Olympic News Roundup: Tokyo Olympics Costs Lower Than Anticipated

by Andy Cheng 1

December 27th, 2021 International, National, News, Tokyo 2020

SwimSwam will periodically update you on the biggest news around the Olympic and Paralympic world, outside of aquatic sports. Read on to learn about the Tokyo Olympics’ recent financial report, the NHL’s decision to opt-out of the 2022 Beijing Winter Olympics, and the USOPC’s approval of Salt Lake City’s bid for the 2030 Winter Olympics.

Tokyo Olympics Financial Report Details Savings Over Original December 2020 Budget

The Tokyo 2020 Games Organizing Committee provided financial details of the Olympic and Paralympic Games today. Overall, the committee managed to save money when compared to the December 2020 version of the budget. The expected total cost of 1.64 trillion yen (approximately $14.3 billion USD) was reduced to 1.45 trillion yen ($12.7 billion). Because of the lower cost, there will be no need for additional public money.

Much of this was possible due to streamlined procedures with the Olympic Games and because most events were held without spectators. The low number of attendees meant the organizing committee required less manpower.

However, the committee did feel the financial effects of COVID-19. There was a loss of 896 billion yen ($784.7 million) from the lack of ticket sales, leading to a total revenue of 6.43 trillion yen ($5.5 billion). There was also a subsidy for COVID-19 countermeasures that came out to 6.43 trillion yen ($5.5 billion) as well.

The rescheduling caused by the pandemic also incurred an extra cost of 294 billion yen ($2.5 billion), meant to cover operations and virus countermeasures.

When Japan first bid for the Olympics in 2013, the estimated cost was 734 billion yen ($6.3 billion).

NHL Players will not Participate in 2022 Olympic Winter Games

The National Hockey League (NHL) and the National Hockey League Players’ Association (NHLPA) announced that NFL players will not participate in the 2022 Beijing Winter Olympics. The decision was spurred by a COVID-19 outbreak that has disrupted the league’s schedule, causing 50 games to be postponed thus far.

Luc Tardiff, President of the International Ice Hockey Federation (IIHF), issued a brief statement and said,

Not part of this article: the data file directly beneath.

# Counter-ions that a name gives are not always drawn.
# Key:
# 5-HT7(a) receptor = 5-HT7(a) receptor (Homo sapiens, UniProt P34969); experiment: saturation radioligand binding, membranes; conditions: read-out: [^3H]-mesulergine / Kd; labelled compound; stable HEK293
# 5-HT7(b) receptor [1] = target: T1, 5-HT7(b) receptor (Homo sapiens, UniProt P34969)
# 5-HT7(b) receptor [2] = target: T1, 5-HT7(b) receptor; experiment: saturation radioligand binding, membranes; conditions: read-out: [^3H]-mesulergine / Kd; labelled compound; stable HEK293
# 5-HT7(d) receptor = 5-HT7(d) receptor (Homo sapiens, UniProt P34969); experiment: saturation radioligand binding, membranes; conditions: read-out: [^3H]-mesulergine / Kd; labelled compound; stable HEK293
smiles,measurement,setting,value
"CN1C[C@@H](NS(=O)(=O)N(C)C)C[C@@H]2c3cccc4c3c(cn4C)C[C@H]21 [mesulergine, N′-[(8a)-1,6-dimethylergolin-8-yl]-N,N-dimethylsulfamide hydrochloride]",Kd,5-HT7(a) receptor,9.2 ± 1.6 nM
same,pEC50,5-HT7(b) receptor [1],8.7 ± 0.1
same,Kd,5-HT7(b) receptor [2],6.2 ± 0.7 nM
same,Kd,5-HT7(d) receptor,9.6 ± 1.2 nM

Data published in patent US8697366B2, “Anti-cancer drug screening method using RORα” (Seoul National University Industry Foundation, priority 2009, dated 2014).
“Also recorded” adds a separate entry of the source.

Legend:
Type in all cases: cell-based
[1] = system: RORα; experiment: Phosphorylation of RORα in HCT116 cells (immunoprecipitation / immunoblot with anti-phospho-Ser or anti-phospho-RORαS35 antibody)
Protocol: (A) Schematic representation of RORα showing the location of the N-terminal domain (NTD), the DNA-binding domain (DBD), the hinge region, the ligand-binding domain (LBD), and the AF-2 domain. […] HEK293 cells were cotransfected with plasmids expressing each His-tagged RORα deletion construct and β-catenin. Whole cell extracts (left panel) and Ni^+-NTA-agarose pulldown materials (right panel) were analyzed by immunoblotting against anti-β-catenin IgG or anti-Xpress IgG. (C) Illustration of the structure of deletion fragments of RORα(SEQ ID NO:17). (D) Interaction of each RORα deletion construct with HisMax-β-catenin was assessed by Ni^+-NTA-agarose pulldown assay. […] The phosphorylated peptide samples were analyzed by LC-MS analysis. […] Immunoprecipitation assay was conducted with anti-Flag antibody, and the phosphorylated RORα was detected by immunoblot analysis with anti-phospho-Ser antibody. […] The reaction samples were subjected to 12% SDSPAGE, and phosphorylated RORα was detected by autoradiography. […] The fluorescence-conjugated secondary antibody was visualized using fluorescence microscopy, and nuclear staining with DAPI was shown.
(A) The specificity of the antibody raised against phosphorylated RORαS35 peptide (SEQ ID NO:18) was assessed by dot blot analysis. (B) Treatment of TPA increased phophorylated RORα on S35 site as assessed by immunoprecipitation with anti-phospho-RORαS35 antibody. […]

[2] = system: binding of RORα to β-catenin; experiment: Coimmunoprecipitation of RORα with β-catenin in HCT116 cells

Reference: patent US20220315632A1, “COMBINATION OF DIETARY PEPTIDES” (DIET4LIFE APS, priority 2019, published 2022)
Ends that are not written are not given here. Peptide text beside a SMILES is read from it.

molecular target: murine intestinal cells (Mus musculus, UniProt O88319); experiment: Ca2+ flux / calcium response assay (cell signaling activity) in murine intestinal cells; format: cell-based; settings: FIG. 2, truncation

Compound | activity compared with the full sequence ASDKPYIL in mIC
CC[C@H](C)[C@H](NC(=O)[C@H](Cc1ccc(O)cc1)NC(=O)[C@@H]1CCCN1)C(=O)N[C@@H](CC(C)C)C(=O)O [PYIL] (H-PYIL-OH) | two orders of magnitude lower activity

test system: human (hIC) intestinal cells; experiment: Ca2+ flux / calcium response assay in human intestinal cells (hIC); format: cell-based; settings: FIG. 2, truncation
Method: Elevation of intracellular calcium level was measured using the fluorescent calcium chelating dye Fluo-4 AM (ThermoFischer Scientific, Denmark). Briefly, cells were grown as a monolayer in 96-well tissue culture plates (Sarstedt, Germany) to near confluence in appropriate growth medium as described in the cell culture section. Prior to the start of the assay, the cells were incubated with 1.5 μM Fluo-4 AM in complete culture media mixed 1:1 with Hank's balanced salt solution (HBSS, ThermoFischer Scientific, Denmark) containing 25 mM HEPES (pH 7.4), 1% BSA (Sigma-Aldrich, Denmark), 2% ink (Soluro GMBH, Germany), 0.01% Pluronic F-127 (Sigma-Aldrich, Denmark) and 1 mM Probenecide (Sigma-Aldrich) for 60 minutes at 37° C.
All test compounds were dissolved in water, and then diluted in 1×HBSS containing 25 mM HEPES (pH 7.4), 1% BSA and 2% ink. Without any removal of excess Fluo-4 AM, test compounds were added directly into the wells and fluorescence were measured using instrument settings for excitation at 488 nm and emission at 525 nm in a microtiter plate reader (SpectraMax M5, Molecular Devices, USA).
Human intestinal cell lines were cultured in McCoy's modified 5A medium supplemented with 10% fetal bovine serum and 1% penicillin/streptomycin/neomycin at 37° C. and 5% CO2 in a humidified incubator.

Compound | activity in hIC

Although we are disappointed to receive this decision by the NHL and NHLPA, we nevertheless fully understand the circumstances that forced this action to be taken…we understand the NHL’s decision is in the best interest of the health and safety of its players.

NHL Commissioner Gary Bettman said the league and the players’ association waited as long as possible to make this decision. He added that they explored every possible option for athletes to play in the Winter Olympics, but the disruption dealt to the NHL’s season schedule made participation impossible. 

The 2022 Beijing Winter Olympics will begin on February 4, 2022, and end on February 20. Bettman and Don Fehr, Executive Director of the NHLPA, stated that they will begin rescheduling games for those dates. “The players and hockey fans are quite disappointed,” Fehr said in a statement, “but playing a full 82-game season this year…is very important. We expect that NHL players will return to the Olympics in 2026.”

The NHL 2022 Stanley Cup Playoffs are scheduled to begin May 2, 2022, and end no later than June 30. The league is composed of international players, including those from Canada, the United States, Sweden, Russia, and others.

USOPC Board Approves Salt Lake City Bid for 2030 Olympic Winter Games

The U.S. Olympic & Paralympic Committee (USOPC) recognized Salt Lake City as its candidate for the 2030 Olympic Winter Games bid. Previously, the committee did not indicate if it preferred hosting in 2030 or 2034, but now all eyes are on 2030.

Much of this had to do with the progress the Salt Lake City-Utah Committee recently made, including the $2.2 billion USD budget they outlined a few weeks ago.

USOPC Chair Susanne Lyons said:

So we’re very excited to have already begun conversations, which are part of a continuing dialogue with the IOC, about the potential for a Winter Games here in Salt Lake City as early as 2030… We know that Salt Lake City offers a great opportunity for Winter Games that are athlete-centric, spectator-friendly, environmentally-conscious in a state that overwhelmingly supports hosting the Games. They have a plan that fits the long-term goals of this state and builds a legacy for global winter sports across the world.

Organizers of LA28 will also be instrumental in moving forward with the 2030 Winter Olympic Games bid. Lyons explained, “I would say that they are very much willing to work very, very closely with all of us to see if we can find that path: can we make it work financially and logistically, so that we can be in a position to host both of those Games.”

The USOPC’s resolution should make Salt Lake City the front-runner to win the bid. It currently faces competition from Sapporo (Japan), Vancouver (Canada), Barcelona and Pyrenees (Spain), and Ukraine. However, Sapporo is currently the only bidder with an advanced project plan.

Leave a Reply

Notify of

1 Comment
oldest most voted
Inline Feedbacks
View all comments
1 year ago

The TGOC [pace COVID-19]and most Olympic organizing committees for the Summer Games have shown gross amounts of debt [think of Athens’s utter financial debacle!] due to a simple principle: NO fiscal discipline when you’re spending other people’s money, usu. the government’s! Peter Ueberroth was the genius who led the LA Games in ’84 and turned a healthy profit to boot. When you put in the right men and women to cost control, you can do this without literally breaking the bank. Or you can do what Beijing and Sochi did: spend tens of billions of USD and end up with an extravaganza that you’ll be paying for [secretly] for decades.